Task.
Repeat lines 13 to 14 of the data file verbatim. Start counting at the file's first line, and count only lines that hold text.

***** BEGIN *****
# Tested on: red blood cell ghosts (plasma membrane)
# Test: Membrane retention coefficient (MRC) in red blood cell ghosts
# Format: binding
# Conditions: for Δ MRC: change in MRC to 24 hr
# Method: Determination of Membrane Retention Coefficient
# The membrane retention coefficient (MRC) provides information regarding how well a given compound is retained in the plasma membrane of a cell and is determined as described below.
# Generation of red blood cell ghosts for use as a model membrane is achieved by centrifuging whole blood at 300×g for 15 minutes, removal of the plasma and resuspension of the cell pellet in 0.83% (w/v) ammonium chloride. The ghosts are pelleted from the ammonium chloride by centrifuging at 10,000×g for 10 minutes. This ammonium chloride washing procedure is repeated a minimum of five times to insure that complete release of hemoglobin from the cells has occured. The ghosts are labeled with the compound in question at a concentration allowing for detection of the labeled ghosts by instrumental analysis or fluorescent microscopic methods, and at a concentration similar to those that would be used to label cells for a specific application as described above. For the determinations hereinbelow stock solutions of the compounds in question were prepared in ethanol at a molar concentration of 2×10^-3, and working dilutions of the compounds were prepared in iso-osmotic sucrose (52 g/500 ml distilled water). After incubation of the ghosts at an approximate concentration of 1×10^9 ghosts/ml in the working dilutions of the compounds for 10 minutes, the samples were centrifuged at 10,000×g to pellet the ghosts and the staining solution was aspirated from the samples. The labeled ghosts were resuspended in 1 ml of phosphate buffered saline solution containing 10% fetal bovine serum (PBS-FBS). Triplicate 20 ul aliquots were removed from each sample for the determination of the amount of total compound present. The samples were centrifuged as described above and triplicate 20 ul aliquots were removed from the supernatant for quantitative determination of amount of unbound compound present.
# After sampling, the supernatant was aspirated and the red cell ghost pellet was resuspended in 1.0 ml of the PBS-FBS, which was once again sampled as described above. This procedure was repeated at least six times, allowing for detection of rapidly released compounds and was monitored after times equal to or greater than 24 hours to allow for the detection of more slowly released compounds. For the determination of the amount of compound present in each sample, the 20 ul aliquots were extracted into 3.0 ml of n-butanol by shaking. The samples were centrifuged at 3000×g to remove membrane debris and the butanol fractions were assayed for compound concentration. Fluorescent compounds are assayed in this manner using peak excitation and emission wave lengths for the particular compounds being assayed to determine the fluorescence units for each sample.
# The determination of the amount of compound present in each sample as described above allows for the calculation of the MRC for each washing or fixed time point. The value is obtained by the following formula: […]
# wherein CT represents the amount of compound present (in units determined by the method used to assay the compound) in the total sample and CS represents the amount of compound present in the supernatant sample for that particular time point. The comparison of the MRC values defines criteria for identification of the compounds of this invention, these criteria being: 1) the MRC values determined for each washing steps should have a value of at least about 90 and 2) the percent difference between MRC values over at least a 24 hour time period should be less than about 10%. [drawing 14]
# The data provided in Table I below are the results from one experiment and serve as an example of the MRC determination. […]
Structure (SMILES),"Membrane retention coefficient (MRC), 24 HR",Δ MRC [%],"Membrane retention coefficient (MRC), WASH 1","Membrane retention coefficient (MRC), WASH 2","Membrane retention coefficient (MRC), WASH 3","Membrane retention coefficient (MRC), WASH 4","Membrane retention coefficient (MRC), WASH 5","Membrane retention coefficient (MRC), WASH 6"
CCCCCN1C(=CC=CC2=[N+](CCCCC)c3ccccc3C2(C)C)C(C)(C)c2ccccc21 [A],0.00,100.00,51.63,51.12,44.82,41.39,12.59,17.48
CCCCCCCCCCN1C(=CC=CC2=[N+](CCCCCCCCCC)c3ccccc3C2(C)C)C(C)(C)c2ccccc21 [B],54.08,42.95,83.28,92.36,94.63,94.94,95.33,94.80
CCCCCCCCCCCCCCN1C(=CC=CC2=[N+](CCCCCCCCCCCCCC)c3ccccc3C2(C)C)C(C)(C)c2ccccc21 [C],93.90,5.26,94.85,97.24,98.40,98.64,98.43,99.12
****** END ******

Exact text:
CCCCCN1C(=CC=CC2=[N+](CCCCC)c3ccccc3C2(C)C)C(C)(C)c2ccccc21 [A],0.00,100.00,51.63,51.12,44.82,41.39,12.59,17.48
CCCCCCCCCCN1C(=CC=CC2=[N+](CCCCCCCCCC)c3ccccc3C2(C)C)C(C)(C)c2ccccc21 [B],54.08,42.95,83.28,92.36,94.63,94.94,95.33,94.80